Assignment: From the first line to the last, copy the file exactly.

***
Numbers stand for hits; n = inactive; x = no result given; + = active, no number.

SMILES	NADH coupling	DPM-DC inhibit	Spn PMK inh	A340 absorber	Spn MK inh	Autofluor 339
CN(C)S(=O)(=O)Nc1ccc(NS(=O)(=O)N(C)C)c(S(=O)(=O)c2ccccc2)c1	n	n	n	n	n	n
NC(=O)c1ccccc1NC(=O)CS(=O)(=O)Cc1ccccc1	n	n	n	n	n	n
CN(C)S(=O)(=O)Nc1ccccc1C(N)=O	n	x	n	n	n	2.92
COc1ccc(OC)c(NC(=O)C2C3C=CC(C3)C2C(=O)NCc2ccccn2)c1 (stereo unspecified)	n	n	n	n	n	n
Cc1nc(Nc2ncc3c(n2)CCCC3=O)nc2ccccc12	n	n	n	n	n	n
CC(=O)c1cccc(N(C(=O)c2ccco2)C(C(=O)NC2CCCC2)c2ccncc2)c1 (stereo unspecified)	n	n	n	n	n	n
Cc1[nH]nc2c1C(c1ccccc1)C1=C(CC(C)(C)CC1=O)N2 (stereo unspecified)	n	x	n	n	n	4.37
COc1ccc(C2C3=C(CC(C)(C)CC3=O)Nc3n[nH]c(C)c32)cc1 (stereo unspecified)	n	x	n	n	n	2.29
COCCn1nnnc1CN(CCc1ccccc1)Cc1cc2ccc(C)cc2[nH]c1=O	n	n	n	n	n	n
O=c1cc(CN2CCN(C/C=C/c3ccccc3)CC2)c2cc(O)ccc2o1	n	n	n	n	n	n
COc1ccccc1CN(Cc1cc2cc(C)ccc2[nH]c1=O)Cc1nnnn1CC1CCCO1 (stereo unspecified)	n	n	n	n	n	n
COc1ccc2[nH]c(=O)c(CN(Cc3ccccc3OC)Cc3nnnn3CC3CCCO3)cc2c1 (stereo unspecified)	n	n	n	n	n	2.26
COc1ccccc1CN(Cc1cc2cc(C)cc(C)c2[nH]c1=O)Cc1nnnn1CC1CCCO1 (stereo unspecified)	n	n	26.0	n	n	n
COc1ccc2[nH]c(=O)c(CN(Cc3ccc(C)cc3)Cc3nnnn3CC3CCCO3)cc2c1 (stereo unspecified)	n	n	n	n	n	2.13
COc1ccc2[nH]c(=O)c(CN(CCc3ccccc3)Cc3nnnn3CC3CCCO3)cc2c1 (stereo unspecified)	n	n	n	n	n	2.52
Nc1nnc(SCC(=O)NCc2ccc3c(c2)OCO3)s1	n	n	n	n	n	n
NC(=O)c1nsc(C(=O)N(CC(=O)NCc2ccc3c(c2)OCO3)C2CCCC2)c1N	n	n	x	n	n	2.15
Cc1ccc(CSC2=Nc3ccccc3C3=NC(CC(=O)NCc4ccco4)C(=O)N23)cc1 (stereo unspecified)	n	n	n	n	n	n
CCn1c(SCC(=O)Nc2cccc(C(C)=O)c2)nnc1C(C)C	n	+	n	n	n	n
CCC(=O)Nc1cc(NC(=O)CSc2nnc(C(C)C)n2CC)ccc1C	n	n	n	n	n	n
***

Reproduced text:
Numbers stand for hits; n = inactive; x = no result given; + = active, no number.

SMILES	NADH coupling	DPM-DC inhibit	Spn PMK inh	A340 absorber	Spn MK inh	Autofluor 339
CN(C)S(=O)(=O)Nc1ccc(NS(=O)(=O)N(C)C)c(S(=O)(=O)c2ccccc2)c1	n	n	n	n	n	n
NC(=O)c1ccccc1NC(=O)CS(=O)(=O)Cc1ccccc1	n	n	n	n	n	n
CN(C)S(=O)(=O)Nc1ccccc1C(N)=O	n	x	n	n	n	2.92
COc1ccc(OC)c(NC(=O)C2C3C=CC(C3)C2C(=O)NCc2ccccn2)c1 (stereo unspecified)	n	n	n	n	n	n
Cc1nc(Nc2ncc3c(n2)CCCC3=O)nc2ccccc12	n	n	n	n	n	n
CC(=O)c1cccc(N(C(=O)c2ccco2)C(C(=O)NC2CCCC2)c2ccncc2)c1 (stereo unspecified)	n	n	n	n	n	n
Cc1[nH]nc2c1C(c1ccccc1)C1=C(CC(C)(C)CC1=O)N2 (stereo unspecified)	n	x	n	n	n	4.37
COc1ccc(C2C3=C(CC(C)(C)CC3=O)Nc3n[nH]c(C)c32)cc1 (stereo unspecified)	n	x	n	n	n	2.29
COCCn1nnnc1CN(CCc1ccccc1)Cc1cc2ccc(C)cc2[nH]c1=O	n	n	n	n	n	n
O=c1cc(CN2CCN(C/C=C/c3ccccc3)CC2)c2cc(O)ccc2o1	n	n	n	n	n	n
COc1ccccc1CN(Cc1cc2cc(C)ccc2[nH]c1=O)Cc1nnnn1CC1CCCO1 (stereo unspecified)	n	n	n	n	n	n
COc1ccc2[nH]c(=O)c(CN(Cc3ccccc3OC)Cc3nnnn3CC3CCCO3)cc2c1 (stereo unspecified)	n	n	n	n	n	2.26
COc1ccccc1CN(Cc1cc2cc(C)cc(C)c2[nH]c1=O)Cc1nnnn1CC1CCCO1 (stereo unspecified)	n	n	26.0	n	n	n
COc1ccc2[nH]c(=O)c(CN(Cc3ccc(C)cc3)Cc3nnnn3CC3CCCO3)cc2c1 (stereo unspecified)	n	n	n	n	n	2.13
COc1ccc2[nH]c(=O)c(CN(CCc3ccccc3)Cc3nnnn3CC3CCCO3)cc2c1 (stereo unspecified)	n	n	n	n	n	2.52
Nc1nnc(SCC(=O)NCc2ccc3c(c2)OCO3)s1	n	n	n	n	n	n
NC(=O)c1nsc(C(=O)N(CC(=O)NCc2ccc3c(c2)OCO3)C2CCCC2)c1N	n	n	x	n	n	2.15
Cc1ccc(CSC2=Nc3ccccc3C3=NC(CC(=O)NCc4ccco4)C(=O)N23)cc1 (stereo unspecified)	n	n	n	n	n	n
CCn1c(SCC(=O)Nc2cccc(C(C)=O)c2)nnc1C(C)C	n	+	n	n	n	n
CCC(=O)Nc1cc(NC(=O)CSc2nnc(C(C)C)n2CC)ccc1C	n	n	n	n	n	n